I was expecting Nicholas to take me back to town straight after breakfast, instead he went off to work on his painting. He hadn't said a word about when he would take me, and I was determined not to bring it up.
He had allowed me to read one of his books from the bookcase, and I was quite content curled up on the sofa in the living room.
A couple of hours had passed and it was time to stretch my legs, so I asked Nicholas if it was okay if I went for a walk around the farm. Being so absorbed with painting, he answered with a grunt, which I took as a yes.
As I meandered across the open land, he sat on the back verandah, no doubt with one eye on his painting and the other on me.
It was a glorious day; not a cloud in the big blue sky, and almost too warm to be wearing long sleeves and a skirt.
I felt another sense of deja vu as I strolled further from the house, towards the back of the land, as I did... or would do in the year 2019.
The headstone stood in the distance; cleaner, less weathered, and more obvious that it was a headstone. This time, though, I decided not to go to it. It was something Nicholas had not yet discussed with me, and I didn't think it was my business to approach it uninvited. So I changed direction, walking back towards the house.
The walk helped me clear my mind and free myself from distractions, so I could decide on what to do after Nicholas dropped me off in town. The first thing I'd have to do would be ask around to see if anyone knew where Mr. Valentine lived. Then I would have to hitchhike a ride to Mr. Valentine's residence, find an excuse to enter his house, find where he's hung the painting, then reach out and touch it, fingers crossed I get sucked back into it.
I sighed heavily. And exactly how was I going to pull all that off?
I reached the cottage where Nicholas was still sitting on the verandah, focused intently at the canvas. A gentle breeze sent the smell of oil paint my way, and I screwed up my face in disgust.
"How do you stand the smell of the paint all the time?" I asked him.
"What smells?" he replied, obviously not taking much notice of what I was saying.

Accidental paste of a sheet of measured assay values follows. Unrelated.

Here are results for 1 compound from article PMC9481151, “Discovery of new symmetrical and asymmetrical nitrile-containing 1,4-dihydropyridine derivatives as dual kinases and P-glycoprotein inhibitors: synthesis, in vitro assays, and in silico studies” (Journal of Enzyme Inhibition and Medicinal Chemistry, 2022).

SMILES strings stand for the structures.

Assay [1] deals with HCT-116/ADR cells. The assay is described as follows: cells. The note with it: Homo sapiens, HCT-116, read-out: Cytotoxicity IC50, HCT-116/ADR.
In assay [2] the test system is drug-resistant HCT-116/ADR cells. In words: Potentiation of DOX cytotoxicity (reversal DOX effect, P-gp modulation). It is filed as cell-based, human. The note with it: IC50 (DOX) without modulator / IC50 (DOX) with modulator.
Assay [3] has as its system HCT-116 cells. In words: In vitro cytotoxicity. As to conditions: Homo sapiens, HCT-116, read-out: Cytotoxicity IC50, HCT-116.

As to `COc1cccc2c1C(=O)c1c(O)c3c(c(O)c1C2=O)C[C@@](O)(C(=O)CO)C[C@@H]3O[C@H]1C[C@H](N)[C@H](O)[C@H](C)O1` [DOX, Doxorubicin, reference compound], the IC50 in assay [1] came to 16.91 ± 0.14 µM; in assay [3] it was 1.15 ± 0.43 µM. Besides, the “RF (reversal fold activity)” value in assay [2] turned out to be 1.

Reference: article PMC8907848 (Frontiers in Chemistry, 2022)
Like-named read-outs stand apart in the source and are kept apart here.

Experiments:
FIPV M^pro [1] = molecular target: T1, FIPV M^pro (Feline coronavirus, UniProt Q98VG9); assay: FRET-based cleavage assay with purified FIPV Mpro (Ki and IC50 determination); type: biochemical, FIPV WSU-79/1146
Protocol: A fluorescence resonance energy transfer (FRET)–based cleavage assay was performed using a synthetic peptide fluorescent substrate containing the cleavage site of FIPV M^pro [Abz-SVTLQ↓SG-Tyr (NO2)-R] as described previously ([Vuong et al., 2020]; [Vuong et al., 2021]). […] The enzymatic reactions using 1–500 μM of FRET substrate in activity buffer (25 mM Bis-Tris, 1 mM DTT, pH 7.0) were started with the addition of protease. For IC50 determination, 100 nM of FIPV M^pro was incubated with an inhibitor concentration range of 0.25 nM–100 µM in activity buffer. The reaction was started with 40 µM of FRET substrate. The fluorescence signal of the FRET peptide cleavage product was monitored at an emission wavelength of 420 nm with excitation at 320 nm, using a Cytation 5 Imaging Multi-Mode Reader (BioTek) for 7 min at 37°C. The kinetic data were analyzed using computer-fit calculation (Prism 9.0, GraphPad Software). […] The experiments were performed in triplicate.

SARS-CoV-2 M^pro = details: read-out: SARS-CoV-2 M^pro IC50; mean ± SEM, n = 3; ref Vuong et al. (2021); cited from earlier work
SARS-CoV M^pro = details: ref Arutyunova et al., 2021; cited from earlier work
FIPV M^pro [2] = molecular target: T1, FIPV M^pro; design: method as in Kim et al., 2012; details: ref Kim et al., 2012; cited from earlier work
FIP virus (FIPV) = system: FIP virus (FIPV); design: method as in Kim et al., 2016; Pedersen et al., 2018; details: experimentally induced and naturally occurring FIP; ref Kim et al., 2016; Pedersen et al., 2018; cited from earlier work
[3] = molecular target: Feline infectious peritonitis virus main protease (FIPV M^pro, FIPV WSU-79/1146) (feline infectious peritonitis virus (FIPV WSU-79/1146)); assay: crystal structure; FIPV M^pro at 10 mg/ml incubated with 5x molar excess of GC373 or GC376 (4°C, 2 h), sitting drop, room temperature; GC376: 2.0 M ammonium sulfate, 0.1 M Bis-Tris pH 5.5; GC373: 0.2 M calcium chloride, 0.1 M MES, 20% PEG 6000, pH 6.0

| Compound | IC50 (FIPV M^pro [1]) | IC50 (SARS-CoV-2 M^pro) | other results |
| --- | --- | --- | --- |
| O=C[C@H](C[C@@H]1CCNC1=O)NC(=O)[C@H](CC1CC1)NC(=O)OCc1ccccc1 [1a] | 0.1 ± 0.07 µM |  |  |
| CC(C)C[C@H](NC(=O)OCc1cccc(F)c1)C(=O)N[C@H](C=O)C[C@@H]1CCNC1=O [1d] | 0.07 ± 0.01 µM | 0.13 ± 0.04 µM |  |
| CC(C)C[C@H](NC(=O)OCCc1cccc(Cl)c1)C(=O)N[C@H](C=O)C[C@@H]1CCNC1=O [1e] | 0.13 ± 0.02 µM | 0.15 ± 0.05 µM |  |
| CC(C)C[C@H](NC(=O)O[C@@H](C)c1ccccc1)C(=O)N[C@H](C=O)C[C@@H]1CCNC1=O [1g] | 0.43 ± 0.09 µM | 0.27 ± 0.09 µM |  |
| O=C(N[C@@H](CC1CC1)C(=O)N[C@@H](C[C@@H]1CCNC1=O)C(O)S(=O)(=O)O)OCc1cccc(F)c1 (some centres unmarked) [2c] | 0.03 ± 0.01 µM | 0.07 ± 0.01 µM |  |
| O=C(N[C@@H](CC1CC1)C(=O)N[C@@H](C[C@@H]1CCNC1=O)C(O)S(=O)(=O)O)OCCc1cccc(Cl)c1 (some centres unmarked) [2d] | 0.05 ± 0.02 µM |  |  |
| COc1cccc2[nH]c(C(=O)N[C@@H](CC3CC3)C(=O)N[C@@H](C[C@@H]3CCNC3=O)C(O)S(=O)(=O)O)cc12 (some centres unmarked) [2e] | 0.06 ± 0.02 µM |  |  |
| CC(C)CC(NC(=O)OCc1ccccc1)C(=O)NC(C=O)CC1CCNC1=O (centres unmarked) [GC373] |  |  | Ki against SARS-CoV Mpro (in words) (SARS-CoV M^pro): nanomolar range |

"I can't smell anything."
"Do you always turn into a zombie when you paint?"
"Sometimes you can smell the chickens from here."
I rolled my eyes, giving up. I knew I wouldn't get any sense out of him, so I decided to go inside for some water. Just as I was about to turn, something caught my eye. He had added something to the painting since I'd last looked at it. It was a woman in a white blouse and burgundy skirt, standing in the distance. Was it his mother or me? I'd probably never find out.
After pouring myself a glass of water, I settled back onto the sofa and continued on with my book. I had picked out Charlotte Bronte's Jane Eyre, a favourite of mine.
I didn't know how long I'd been engrossed in the story before I heard Nicholas enter through the back door. Pulling my eyes away from the page, I watched as he approached me, tilting his head slightly to see the cover of my book. One corner of his mouth twitched upward.
"My mother loved reading the Bronte sisters' novels," he said, as he sat on the armchair across from me.
"I do, too. They're such an inspiration. I read Jane Eyre when I was thirteen and it was then I knew I wanted to be a writer. All my dreams of being a teacher went out the window," I chuckled.
YOU ARE READING
Clay's Cottage (Book 1)Historical Fiction
[COMPLETED] Seeking inspiration for her next historical romance novel, Tilly Fletcher visits a mysterious 19th century Tasmanian cottage, abandoned suddenly over a century ago by a sad and lonely recluse. As Tilly steps through the still and silent...